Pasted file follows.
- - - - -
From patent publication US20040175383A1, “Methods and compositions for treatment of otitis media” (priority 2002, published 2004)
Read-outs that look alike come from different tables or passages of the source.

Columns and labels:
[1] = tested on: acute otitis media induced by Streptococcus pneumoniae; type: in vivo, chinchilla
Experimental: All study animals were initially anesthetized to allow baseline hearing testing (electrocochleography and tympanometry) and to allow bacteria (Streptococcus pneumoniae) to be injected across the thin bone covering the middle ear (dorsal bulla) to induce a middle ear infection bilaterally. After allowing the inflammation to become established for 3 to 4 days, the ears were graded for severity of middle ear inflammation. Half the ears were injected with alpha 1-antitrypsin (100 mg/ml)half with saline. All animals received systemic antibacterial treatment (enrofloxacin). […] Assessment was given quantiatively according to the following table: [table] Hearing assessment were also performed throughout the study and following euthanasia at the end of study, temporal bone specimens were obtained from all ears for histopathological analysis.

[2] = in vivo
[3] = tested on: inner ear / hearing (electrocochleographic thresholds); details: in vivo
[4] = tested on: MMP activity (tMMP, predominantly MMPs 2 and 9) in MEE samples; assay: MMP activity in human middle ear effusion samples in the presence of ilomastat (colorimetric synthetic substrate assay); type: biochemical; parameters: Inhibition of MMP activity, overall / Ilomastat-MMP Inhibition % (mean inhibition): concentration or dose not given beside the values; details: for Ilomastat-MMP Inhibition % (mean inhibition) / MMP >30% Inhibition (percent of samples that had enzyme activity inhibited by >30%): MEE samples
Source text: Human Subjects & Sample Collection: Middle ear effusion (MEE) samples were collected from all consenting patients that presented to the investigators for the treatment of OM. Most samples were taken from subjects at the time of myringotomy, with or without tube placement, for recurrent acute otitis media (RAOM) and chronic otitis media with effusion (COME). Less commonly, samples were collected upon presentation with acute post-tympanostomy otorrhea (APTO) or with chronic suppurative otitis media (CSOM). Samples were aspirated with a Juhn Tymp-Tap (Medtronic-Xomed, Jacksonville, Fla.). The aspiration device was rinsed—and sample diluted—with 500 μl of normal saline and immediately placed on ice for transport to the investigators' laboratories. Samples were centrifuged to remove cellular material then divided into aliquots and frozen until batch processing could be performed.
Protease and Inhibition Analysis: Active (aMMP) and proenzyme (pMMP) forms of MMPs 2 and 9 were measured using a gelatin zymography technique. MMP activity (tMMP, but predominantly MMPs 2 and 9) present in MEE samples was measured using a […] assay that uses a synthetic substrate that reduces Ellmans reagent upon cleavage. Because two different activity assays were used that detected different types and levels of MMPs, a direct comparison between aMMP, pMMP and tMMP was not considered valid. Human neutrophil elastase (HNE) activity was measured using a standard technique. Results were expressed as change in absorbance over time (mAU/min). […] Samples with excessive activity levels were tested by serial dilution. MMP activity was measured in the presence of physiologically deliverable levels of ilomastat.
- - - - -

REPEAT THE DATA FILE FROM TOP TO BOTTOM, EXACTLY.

From patent publication US20040175383A1, “Methods and compositions for treatment of otitis media” (priority 2002, published 2004)
Read-outs that look alike come from different tables or passages of the source.

Columns and labels:
[1] = tested on: acute otitis media induced by Streptococcus pneumoniae; type: in vivo, chinchilla
Experimental: All study animals were initially anesthetized to allow baseline hearing testing (electrocochleography and tympanometry) and to allow bacteria (Streptococcus pneumoniae) to be injected across the thin bone covering the middle ear (dorsal bulla) to induce a middle ear infection bilaterally. After allowing the inflammation to become established for 3 to 4 days, the ears were graded for severity of middle ear inflammation. Half the ears were injected with alpha 1-antitrypsin (100 mg/ml)half with saline. All animals received systemic antibacterial treatment (enrofloxacin). […] Assessment was given quantiatively according to the following table: [table] Hearing assessment were also performed throughout the study and following euthanasia at the end of study, temporal bone specimens were obtained from all ears for histopathological analysis.

[2] = in vivo
[3] = tested on: inner ear / hearing (electrocochleographic thresholds); details: in vivo
[4] = tested on: MMP activity (tMMP, predominantly MMPs 2 and 9) in MEE samples; assay: MMP activity in human middle ear effusion samples in the presence of ilomastat (colorimetric synthetic substrate assay); type: biochemical; parameters: Inhibition of MMP activity, overall / Ilomastat-MMP Inhibition % (mean inhibition): concentration or dose not given beside the values; details: for Ilomastat-MMP Inhibition % (mean inhibition) / MMP >30% Inhibition (percent of samples that had enzyme activity inhibited by >30%): MEE samples
Source text: Human Subjects & Sample Collection: Middle ear effusion (MEE) samples were collected from all consenting patients that presented to the investigators for the treatment of OM. Most samples were taken from subjects at the time of myringotomy, with or without tube placement, for recurrent acute otitis media (RAOM) and chronic otitis media with effusion (COME). Less commonly, samples were collected upon presentation with acute post-tympanostomy otorrhea (APTO) or with chronic suppurative otitis media (CSOM). Samples were aspirated with a Juhn Tymp-Tap (Medtronic-Xomed, Jacksonville, Fla.). The aspiration device was rinsed—and sample diluted—with 500 μl of normal saline and immediately placed on ice for transport to the investigators' laboratories. Samples were centrifuged to remove cellular material then divided into aliquots and frozen until batch processing could be performed.
Protease and Inhibition Analysis: Active (aMMP) and proenzyme (pMMP) forms of MMPs 2 and 9 were measured using a gelatin zymography technique. MMP activity (tMMP, but predominantly MMPs 2 and 9) present in MEE samples was measured using a […] assay that uses a synthetic substrate that reduces Ellmans reagent upon cleavage. Because two different activity assays were used that detected different types and levels of MMPs, a direct comparison between aMMP, pMMP and tMMP was not considered valid. Human neutrophil elastase (HNE) activity was measured using a standard technique. Results were expressed as change in absorbance over time (mAU/min). […] Samples with excessive activity levels were tested by serial dilution. MMP activity was measured in the presence of physiologically deliverable levels of ilomastat.